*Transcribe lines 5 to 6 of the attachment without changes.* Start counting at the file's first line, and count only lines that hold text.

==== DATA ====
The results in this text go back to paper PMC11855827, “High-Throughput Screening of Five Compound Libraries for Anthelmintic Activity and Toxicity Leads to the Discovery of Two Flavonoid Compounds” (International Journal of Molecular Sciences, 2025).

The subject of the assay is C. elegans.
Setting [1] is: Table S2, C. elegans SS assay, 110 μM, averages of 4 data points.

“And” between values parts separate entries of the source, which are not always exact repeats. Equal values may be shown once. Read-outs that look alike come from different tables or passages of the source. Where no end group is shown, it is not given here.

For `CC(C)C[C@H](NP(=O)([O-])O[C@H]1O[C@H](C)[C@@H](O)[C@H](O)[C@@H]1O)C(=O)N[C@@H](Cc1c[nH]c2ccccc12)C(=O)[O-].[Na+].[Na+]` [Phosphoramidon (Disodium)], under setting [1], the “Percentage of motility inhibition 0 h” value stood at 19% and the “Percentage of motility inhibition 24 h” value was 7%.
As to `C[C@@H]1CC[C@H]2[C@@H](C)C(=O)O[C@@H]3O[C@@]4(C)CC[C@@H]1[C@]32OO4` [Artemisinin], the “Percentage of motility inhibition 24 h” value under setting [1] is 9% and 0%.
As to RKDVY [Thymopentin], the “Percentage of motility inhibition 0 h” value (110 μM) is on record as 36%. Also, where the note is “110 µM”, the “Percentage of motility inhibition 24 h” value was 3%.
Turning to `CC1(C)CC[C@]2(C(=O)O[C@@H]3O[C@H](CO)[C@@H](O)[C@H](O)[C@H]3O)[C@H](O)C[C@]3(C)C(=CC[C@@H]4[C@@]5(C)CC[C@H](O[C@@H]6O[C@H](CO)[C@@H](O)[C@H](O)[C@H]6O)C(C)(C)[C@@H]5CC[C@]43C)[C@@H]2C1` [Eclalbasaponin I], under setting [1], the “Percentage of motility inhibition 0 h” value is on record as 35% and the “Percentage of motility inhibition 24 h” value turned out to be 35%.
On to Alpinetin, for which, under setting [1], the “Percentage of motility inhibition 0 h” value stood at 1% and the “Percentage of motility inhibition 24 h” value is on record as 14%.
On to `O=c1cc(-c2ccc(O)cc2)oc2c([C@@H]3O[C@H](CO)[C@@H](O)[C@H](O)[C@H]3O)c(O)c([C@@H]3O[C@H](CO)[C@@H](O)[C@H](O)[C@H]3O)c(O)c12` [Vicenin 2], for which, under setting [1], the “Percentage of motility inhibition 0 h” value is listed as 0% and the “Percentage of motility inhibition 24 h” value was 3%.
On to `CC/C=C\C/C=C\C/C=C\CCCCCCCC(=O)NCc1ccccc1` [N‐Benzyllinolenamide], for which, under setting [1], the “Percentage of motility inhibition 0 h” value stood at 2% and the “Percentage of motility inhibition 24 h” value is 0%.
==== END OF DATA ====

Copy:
For `CC(C)C[C@H](NP(=O)([O-])O[C@H]1O[C@H](C)[C@@H](O)[C@H](O)[C@@H]1O)C(=O)N[C@@H](Cc1c[nH]c2ccccc12)C(=O)[O-].[Na+].[Na+]` [Phosphoramidon (Disodium)], under setting [1], the “Percentage of motility inhibition 0 h” value stood at 19% and the “Percentage of motility inhibition 24 h” value was 7%.
As to `C[C@@H]1CC[C@H]2[C@@H](C)C(=O)O[C@@H]3O[C@@]4(C)CC[C@@H]1[C@]32OO4` [Artemisinin], the “Percentage of motility inhibition 24 h” value under setting [1] is 9% and 0%.